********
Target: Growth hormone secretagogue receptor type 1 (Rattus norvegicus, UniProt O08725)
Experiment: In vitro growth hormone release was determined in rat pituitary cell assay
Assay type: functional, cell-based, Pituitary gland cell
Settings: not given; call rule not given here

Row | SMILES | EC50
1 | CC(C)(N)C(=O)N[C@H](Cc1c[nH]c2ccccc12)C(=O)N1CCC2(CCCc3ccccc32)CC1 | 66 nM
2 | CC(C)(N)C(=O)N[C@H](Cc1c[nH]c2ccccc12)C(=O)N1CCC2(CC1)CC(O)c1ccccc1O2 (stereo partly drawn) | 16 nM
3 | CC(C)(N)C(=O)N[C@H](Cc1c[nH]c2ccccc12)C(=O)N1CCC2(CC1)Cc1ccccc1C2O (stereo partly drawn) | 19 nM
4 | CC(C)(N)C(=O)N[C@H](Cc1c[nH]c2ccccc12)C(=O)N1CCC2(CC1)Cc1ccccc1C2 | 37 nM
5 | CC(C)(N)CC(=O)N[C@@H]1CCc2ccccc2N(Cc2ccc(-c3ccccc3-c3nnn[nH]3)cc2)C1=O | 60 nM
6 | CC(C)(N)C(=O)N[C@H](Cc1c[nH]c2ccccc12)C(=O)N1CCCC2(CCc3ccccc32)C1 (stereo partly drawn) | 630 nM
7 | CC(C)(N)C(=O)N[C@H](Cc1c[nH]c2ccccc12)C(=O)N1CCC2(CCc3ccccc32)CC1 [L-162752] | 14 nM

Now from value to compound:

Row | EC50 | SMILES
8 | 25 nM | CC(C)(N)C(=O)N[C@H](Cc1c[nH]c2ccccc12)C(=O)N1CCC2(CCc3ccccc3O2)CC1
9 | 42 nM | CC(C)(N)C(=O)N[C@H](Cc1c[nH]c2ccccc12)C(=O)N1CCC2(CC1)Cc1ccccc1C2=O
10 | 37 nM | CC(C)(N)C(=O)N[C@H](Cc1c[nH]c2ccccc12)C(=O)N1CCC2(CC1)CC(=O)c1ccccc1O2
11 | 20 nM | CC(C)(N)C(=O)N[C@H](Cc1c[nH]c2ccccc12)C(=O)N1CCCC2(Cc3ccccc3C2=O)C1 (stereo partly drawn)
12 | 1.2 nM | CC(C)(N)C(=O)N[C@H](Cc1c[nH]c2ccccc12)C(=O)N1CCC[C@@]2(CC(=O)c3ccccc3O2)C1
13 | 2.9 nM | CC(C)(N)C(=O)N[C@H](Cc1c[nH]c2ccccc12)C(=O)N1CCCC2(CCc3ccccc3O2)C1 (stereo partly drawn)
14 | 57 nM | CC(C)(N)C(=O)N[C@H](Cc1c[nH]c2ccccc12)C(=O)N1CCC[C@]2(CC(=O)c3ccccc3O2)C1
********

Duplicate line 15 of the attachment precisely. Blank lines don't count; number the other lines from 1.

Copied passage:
8 | 25 nM | CC(C)(N)C(=O)N[C@H](Cc1c[nH]c2ccccc12)C(=O)N1CCC2(CCc3ccccc3O2)CC1